Presentation Tips

You are already an expert on Presentation Skills – I mean, how many presentations have you suffered in your time at work? Clearly you can recognise a ‘good’ presentation and a ‘bad’ presentation. You have so much experience!

Here are my top 5 tips to improve your own Presenting Skills.

To Begin: Open on a high and finish on an equal high– start and finish your presentation with a story or example or key point, something that will both relax you and get the audience engaged, and leave them wanting to find out more at the end.

Getting the audience’s attention right from the beginning is essential – remember the first 10 minutes window is the first point of opportunity to lose your audience, and having lost them they are very hard to get back.

The Content: If you talk about something you know well then rehearse to control your time and avoid getting ‘carried away’. If you don’t know the subject well then still rehearse and possibly invite people who know more than you do on the subject to be there to support you if needed.

Don’t try and deliver 100% in the presentation – takeaways/hand-outs/follow-ups etc are all acceptable (after the event)

Time: It’s not the volume but the message that counts. Don’t waste people’s time.

The average presentation is 60 mins – say an average audience is 100 people so this may be just 1 hour of your time but it is 100 hours of your audiences’ time. Wasted if I you are not ‘good’ – and this is equal to 4.2 days!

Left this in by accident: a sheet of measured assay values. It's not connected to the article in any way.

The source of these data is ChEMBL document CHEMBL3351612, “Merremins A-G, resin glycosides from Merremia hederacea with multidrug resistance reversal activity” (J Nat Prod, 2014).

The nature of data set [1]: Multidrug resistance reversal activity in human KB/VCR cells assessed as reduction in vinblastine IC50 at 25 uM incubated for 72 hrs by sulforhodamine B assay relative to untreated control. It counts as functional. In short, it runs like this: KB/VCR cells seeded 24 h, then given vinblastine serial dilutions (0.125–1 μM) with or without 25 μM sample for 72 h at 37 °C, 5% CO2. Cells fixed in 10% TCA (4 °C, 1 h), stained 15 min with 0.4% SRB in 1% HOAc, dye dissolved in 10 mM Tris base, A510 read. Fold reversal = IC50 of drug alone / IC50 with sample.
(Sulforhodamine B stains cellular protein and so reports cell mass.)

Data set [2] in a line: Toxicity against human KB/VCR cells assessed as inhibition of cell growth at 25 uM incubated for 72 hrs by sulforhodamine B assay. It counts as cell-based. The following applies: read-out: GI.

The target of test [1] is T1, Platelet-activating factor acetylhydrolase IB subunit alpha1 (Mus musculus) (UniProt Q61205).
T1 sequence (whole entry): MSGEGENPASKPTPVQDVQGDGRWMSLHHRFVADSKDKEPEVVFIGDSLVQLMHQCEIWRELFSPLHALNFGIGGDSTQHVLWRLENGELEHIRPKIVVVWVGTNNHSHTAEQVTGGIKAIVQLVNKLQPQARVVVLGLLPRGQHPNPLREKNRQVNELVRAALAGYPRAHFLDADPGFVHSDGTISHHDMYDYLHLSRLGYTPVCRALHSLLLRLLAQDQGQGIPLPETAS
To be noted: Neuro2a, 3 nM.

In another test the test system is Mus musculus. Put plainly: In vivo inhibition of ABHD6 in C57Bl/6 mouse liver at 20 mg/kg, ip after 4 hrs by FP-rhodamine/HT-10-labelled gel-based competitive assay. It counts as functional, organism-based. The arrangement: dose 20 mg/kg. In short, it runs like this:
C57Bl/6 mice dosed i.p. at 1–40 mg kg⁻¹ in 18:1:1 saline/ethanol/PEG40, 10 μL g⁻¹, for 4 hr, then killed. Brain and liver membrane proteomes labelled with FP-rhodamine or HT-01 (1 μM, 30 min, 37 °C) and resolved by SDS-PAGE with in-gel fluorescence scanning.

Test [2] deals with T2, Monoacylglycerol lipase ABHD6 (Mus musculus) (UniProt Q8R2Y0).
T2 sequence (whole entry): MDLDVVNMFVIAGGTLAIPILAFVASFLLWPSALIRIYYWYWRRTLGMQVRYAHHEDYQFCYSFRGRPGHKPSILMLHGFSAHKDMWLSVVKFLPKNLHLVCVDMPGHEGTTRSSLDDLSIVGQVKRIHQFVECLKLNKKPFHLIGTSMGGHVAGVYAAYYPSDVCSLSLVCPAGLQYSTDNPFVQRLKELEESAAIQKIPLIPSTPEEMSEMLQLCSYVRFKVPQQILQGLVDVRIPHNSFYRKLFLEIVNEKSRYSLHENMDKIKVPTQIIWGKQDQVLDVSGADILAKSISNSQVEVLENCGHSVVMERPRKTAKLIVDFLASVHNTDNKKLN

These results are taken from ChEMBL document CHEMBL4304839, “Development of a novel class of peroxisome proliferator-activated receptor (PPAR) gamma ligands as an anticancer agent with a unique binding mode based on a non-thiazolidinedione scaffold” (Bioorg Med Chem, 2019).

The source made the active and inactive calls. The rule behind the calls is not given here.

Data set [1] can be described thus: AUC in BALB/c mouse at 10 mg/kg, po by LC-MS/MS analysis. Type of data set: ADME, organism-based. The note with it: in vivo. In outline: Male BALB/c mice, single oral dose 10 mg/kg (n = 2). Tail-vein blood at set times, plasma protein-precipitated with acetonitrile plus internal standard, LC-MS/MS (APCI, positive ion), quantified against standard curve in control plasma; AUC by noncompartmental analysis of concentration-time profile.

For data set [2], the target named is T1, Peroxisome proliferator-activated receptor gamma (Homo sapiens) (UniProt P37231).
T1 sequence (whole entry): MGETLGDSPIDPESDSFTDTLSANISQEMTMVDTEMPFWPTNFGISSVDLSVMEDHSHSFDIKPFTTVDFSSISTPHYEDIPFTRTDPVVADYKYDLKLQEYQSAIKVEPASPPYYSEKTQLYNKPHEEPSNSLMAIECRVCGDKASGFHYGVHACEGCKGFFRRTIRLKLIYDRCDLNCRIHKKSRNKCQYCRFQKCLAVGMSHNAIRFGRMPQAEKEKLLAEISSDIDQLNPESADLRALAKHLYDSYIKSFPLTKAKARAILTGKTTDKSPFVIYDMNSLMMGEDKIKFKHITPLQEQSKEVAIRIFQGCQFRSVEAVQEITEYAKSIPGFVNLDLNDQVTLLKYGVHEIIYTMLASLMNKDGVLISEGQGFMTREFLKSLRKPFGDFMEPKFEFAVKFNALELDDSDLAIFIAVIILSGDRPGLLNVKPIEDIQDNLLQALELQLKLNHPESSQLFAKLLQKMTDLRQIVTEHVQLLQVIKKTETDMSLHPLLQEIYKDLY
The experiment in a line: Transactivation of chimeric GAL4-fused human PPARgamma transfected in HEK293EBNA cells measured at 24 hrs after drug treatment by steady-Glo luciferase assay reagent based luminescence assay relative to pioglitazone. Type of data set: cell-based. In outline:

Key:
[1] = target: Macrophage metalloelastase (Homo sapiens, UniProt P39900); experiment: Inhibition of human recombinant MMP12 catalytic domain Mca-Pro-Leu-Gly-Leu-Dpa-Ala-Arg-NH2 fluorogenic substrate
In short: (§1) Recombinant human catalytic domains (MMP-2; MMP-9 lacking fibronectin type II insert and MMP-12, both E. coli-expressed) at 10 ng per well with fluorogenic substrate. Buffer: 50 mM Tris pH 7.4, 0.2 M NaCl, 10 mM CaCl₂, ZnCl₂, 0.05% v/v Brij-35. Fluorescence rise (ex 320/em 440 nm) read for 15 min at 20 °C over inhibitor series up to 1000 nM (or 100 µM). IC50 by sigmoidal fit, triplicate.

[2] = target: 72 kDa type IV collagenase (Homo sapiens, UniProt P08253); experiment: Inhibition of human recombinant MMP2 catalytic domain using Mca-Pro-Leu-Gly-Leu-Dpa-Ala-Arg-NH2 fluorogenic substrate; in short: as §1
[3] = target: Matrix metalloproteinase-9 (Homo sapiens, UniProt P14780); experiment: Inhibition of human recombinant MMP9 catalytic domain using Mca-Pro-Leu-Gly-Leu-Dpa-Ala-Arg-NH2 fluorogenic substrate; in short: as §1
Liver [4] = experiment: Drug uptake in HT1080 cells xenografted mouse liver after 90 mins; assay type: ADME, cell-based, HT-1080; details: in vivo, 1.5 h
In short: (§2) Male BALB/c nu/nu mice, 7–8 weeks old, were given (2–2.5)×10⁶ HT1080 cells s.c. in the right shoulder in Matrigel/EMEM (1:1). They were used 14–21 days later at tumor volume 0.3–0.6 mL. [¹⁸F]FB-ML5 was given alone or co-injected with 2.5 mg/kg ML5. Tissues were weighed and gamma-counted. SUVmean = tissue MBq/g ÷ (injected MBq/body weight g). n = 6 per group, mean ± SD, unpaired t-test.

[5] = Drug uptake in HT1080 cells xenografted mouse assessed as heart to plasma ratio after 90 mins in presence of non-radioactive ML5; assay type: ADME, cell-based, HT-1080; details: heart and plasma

Last year I presented to around 7,000 people which is a potential of 292 days of wasted time if I got it wrong.

Better to prepare and deliver a great 30 minutes rather than a mediocre 60 minutes.

Hands up anyone who has ever complained about a presentation finishing early?

And be prepared to adapt to time constraints – time of day – organisers demands etc – be flexible

The Practicalities: Or the three Ps:

  • Prepare, a well-rehearsed presentation will keep your audiences’ attention
  • Present, the smallest part time wise
  • Profit, Your audience should gain something from the experience

Break the Rules: There are a number of ‘rules’ that you may have been taught over the years.

  • 6:6:1 rule (6 bullets /6 words/1 idea on one slide) – not a bad rule but try and avoid it – use pictures instead of words, the slides (if you have slides) are for your audience and not for you!
  • Agenda – tell what are you going to tell, then tell and then tell what you have told them … absolutely not, entertain them, educate them and leave them wanting more and open to talking after the presentation
  • Thank the audience – well yes but to close this way is a very flat ending to a presentation, better to close out with a call to action or simple ‘next step’.

Break the rules and have fun with your next presentation!

And you can also still get access to the recorded version of my ‘Presentation on Presentations’ webinar at http://www.thelazyprojectmanager.com/page4.htm

 

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